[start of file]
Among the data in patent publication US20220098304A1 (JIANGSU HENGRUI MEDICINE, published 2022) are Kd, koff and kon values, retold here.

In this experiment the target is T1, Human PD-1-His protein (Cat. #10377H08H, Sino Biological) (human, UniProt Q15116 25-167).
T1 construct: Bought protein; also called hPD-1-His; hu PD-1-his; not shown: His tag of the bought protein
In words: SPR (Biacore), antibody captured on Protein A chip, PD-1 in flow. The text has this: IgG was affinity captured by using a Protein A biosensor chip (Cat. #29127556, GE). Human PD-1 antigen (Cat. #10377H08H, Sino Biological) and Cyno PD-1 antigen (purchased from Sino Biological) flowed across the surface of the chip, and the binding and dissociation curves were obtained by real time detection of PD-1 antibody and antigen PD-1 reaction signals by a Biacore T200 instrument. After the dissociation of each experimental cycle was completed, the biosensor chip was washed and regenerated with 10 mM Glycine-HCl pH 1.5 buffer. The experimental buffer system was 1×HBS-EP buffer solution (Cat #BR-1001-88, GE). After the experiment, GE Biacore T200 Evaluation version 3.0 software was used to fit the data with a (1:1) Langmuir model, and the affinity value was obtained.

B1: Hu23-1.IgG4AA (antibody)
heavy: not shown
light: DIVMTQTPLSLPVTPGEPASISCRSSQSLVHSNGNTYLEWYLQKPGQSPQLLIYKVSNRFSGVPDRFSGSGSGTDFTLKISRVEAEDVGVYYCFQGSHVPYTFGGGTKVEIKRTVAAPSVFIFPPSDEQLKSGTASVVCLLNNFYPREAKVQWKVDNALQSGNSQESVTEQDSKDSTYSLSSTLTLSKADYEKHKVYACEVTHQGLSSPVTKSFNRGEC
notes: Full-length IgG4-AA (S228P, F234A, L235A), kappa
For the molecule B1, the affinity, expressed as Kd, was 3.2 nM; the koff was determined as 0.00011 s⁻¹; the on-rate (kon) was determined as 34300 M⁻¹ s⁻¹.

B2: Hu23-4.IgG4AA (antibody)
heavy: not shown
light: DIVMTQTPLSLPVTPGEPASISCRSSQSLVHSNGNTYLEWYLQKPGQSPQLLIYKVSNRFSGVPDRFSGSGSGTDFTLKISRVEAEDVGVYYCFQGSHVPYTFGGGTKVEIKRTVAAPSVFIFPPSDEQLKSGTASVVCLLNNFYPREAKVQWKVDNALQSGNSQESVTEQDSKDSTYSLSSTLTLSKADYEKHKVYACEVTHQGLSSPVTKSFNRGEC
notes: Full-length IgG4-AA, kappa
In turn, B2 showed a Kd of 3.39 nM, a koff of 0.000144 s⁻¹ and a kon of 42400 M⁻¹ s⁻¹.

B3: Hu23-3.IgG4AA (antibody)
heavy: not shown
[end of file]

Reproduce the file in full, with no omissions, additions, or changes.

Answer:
Among the data in patent publication US20220098304A1 (JIANGSU HENGRUI MEDICINE, published 2022) are Kd, koff and kon values, retold here.

In this experiment the target is T1, Human PD-1-His protein (Cat. #10377H08H, Sino Biological) (human, UniProt Q15116 25-167).
T1 construct: Bought protein; also called hPD-1-His; hu PD-1-his; not shown: His tag of the bought protein
In words: SPR (Biacore), antibody captured on Protein A chip, PD-1 in flow. The text has this: IgG was affinity captured by using a Protein A biosensor chip (Cat. #29127556, GE). Human PD-1 antigen (Cat. #10377H08H, Sino Biological) and Cyno PD-1 antigen (purchased from Sino Biological) flowed across the surface of the chip, and the binding and dissociation curves were obtained by real time detection of PD-1 antibody and antigen PD-1 reaction signals by a Biacore T200 instrument. After the dissociation of each experimental cycle was completed, the biosensor chip was washed and regenerated with 10 mM Glycine-HCl pH 1.5 buffer. The experimental buffer system was 1×HBS-EP buffer solution (Cat #BR-1001-88, GE). After the experiment, GE Biacore T200 Evaluation version 3.0 software was used to fit the data with a (1:1) Langmuir model, and the affinity value was obtained.

B1: Hu23-1.IgG4AA (antibody)
heavy: not shown
light: DIVMTQTPLSLPVTPGEPASISCRSSQSLVHSNGNTYLEWYLQKPGQSPQLLIYKVSNRFSGVPDRFSGSGSGTDFTLKISRVEAEDVGVYYCFQGSHVPYTFGGGTKVEIKRTVAAPSVFIFPPSDEQLKSGTASVVCLLNNFYPREAKVQWKVDNALQSGNSQESVTEQDSKDSTYSLSSTLTLSKADYEKHKVYACEVTHQGLSSPVTKSFNRGEC
notes: Full-length IgG4-AA (S228P, F234A, L235A), kappa
For the molecule B1, the affinity, expressed as Kd, was 3.2 nM; the koff was determined as 0.00011 s⁻¹; the on-rate (kon) was determined as 34300 M⁻¹ s⁻¹.

B2: Hu23-4.IgG4AA (antibody)
heavy: not shown
light: DIVMTQTPLSLPVTPGEPASISCRSSQSLVHSNGNTYLEWYLQKPGQSPQLLIYKVSNRFSGVPDRFSGSGSGTDFTLKISRVEAEDVGVYYCFQGSHVPYTFGGGTKVEIKRTVAAPSVFIFPPSDEQLKSGTASVVCLLNNFYPREAKVQWKVDNALQSGNSQESVTEQDSKDSTYSLSSTLTLSKADYEKHKVYACEVTHQGLSSPVTKSFNRGEC
notes: Full-length IgG4-AA, kappa
In turn, B2 showed a Kd of 3.39 nM, a koff of 0.000144 s⁻¹ and a kon of 42400 M⁻¹ s⁻¹.

B3: Hu23-3.IgG4AA (antibody)
heavy: not shown